Taming the Dragon: Can Dictation Be the Key to Massive Word Counts?

dragon taming

Dictation has become one of the topics among authors lately, ever since the Self Publishing Formula Podcast featured Scott Baker as a guest, and he extolled the virtues of Dragon NaturallySpeaking software.

I know I’ve contemplated using dictation before, but never believed that I was a good fit for it. I did not think that the software would work well with my accent. And, I also didn’t know if I could train my brain to dictate.

It turns out, dictation is really not that hard, especially for things like blog posts!

What do you need to get started? Glad you asked!

First and foremost, Dragon NaturallySpeaking comes in a few different flavors. There’s Dragon NaturallySpeaking for Home, Premium, Professional… It gets a little complicated figuring out which version to buy! Unfortunately, they don’t have trial software, like Scrivener did or some other programs do. So how do you know you should be making this kind of investment if you don’t know it will work?

Of course, you could wet your toes with dictation in one of two ways:

  • Experimenting with your smart phone. I have an Android phone, and I use the Swype+Dragon app. This cost me all of $.99 (and there is a trial version of this app as well, so you can see what I mean), and it does a rather good job of basic dictation. Mind you, it’s not going to perform some of the more advanced corrections, but for the purposes of dictating something on the road, it really isn’t bad. It also gets you used to dictating into something, and seeing your words come out. For iOS users, there is Dragon Dictate which I’ve heard works well with email and other smartphone apps. There is also a “Dragon Anywhere” app in both stores, but be warned! While it says it’s free, they mean there’s a free 1 week trial, and then it’s a $14.99 a month subscription!
  • Experiment on your computer. If you have a PC that runs Windows 7 and up, you can try out the Windows Speech Recognition, which comes free with Windows. You have to activate it by going to your Ease of Access settings in the Control Panel. (There’s more on this process here if you want to try it.) After it’s set up, you will then train using the dictation so that the computer can get accustomed to listening to your voice. I have to warn you, it can be a little frustrating. It does not work with any non-Microsoft applications. I’ve found it works best in a applications like Word, but I’ve tried out a little dictation with Edge, too. It can also close and open applications for you, and there are some more advanced correction commands than the basic dictation you get with lower priced smartphone apps. It’s really designed for someone who is disabled and can’t use the keyboard for some reason it must use their voice.

Once you dabbled with some of these things, you may find that you want a more robust program. That is when Dragon NaturallySpeaking comes in.

Rather than buy the software first, I recommend buying a microphone. My laptop has a half decent mic built in. It’s the kind of microphone that you would use with the built-in WebCam if you are using Skype or something like that. The problem is, you have to be one or 2 feet away from the mic or else it’s extremely sporadic with what it will pick up.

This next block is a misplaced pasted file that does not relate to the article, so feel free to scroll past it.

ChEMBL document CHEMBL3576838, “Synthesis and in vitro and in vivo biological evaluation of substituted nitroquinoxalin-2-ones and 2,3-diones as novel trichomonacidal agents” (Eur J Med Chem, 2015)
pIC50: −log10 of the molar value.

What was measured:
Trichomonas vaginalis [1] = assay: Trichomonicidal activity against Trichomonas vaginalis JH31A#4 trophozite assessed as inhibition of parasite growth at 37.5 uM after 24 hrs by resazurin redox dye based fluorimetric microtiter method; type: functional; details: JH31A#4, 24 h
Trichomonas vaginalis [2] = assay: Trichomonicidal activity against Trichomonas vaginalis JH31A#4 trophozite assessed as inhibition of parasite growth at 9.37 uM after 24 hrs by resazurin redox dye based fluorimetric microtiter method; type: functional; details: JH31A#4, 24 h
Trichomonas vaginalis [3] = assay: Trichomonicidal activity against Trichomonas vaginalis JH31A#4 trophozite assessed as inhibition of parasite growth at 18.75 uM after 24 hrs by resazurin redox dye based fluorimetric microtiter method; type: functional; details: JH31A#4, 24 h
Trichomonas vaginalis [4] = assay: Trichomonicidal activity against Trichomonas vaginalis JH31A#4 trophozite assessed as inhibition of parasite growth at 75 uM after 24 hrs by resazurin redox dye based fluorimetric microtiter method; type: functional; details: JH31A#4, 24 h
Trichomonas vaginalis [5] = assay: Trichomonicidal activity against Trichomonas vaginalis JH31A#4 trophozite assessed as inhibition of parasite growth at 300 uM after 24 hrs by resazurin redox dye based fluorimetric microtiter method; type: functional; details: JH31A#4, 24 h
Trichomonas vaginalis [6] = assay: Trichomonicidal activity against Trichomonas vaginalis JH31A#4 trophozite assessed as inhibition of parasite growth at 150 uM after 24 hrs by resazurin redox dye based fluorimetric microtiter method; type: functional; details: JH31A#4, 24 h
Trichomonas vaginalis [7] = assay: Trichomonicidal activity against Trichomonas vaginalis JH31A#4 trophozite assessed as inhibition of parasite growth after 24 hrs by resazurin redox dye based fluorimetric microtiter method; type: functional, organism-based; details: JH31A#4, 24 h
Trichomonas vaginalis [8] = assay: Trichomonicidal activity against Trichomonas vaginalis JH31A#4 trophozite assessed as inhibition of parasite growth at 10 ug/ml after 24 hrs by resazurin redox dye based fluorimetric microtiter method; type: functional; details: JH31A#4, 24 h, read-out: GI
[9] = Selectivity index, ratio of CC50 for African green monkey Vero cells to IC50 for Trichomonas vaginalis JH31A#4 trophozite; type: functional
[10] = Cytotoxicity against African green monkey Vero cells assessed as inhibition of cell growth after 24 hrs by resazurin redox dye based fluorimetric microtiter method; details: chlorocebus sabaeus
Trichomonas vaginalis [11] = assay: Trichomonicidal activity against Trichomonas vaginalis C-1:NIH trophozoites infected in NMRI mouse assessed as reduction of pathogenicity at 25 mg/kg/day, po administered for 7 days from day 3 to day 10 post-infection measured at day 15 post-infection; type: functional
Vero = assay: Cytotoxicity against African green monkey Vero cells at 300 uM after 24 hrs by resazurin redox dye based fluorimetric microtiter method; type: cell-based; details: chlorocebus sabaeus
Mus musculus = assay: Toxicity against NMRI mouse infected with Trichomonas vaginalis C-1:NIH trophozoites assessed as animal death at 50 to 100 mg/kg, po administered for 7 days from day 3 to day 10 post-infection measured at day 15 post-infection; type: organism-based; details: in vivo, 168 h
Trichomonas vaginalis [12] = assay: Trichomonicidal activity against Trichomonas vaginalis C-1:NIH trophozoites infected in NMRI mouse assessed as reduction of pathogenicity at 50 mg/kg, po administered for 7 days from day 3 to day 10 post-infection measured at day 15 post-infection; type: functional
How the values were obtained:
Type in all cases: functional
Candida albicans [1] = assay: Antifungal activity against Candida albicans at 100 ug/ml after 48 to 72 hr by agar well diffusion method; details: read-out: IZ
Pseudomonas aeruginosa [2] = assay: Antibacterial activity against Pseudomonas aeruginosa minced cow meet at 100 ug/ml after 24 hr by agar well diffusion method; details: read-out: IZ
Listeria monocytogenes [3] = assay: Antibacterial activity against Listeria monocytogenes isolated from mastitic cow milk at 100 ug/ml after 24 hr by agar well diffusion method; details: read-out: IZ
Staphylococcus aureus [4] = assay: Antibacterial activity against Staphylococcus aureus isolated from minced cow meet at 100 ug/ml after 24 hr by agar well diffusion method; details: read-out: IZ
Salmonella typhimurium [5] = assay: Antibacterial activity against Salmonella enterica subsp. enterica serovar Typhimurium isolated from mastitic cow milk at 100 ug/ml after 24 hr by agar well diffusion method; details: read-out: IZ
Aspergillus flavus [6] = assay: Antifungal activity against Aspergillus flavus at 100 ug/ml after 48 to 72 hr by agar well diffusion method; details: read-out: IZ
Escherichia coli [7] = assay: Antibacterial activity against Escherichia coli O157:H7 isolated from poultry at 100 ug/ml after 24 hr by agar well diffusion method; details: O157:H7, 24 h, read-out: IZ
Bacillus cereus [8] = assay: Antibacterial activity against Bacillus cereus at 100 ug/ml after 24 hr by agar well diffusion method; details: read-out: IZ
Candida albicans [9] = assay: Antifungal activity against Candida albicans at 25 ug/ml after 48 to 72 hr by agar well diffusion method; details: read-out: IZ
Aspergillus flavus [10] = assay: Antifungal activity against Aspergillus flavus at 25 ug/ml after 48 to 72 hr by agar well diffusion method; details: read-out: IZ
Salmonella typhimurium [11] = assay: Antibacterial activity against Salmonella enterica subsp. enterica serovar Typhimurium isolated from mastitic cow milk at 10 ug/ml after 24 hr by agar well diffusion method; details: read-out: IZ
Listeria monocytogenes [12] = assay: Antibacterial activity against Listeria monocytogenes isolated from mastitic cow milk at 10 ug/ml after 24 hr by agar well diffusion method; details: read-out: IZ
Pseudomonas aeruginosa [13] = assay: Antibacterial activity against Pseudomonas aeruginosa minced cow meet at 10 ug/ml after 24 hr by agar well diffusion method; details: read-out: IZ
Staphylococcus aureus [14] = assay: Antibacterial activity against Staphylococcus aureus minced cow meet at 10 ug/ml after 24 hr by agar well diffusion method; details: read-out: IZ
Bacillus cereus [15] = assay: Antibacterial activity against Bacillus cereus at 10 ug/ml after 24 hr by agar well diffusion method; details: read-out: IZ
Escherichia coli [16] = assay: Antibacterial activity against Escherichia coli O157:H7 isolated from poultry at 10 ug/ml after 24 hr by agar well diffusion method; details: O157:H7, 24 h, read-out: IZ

I followed Scott Baker’s advice and bought a headset microphone that is plugged in by USB cable, not by the 3.5 mm jack. When you use the microphone jack, it involves your sound card and I think a lot of people’s sound cards are not up to snuff. For some reason, USB microphones don’t have that issue. He also advised getting a wired headset rather than wireless, especially at first. Not only do they cost a little less, they works much better. The headset I ended up bying was a Logitech H390 headset. As you can see, they do not have to be very costly to work well. In other words, you don’t need the badass wireless gaming headset that will cost you way more than you need to spend and is total overkill for dictation purposes!

Then I started the shopping for the software. Of the many versions available, Scott Baker’s advice was to go with Dragon NaturallySpeaking premium version 13 for PC. He feels that’s the best version of Dragon NaturallySpeaking for anyone, even people who own a Mac. If you’re running a Mac, he advises that you run Parallels and install the Windows version on your Mac, because the Dragon for Mac is notoriously bad as well as overpriced.

Why not the Dragon NaturallySpeaking for Home? Because, as you will see, there’s an essential feature missing from that

Version, and that is the ability to transcribe your recordings. And, as it turns out, it’s not worth the savings that you might get.

There is also a professional version of Dragon NaturallySpeaking, but this is overkill for our purposes as authors. Apparently, there are some that need the extra features that are included in the professional version, but they are not worth the extra money.

Even when you decide to buy the PC version, there are still a lot of options, which doesn’t make much sense considering it’s all the same software. There is the version that you can find in the store, which tends to retail for $99.99. However, most of the time they will only give you that discounted price if you are a student or a teacher. Therefore, it is not worthwhile to buy it in a store like Best Buy or Staples.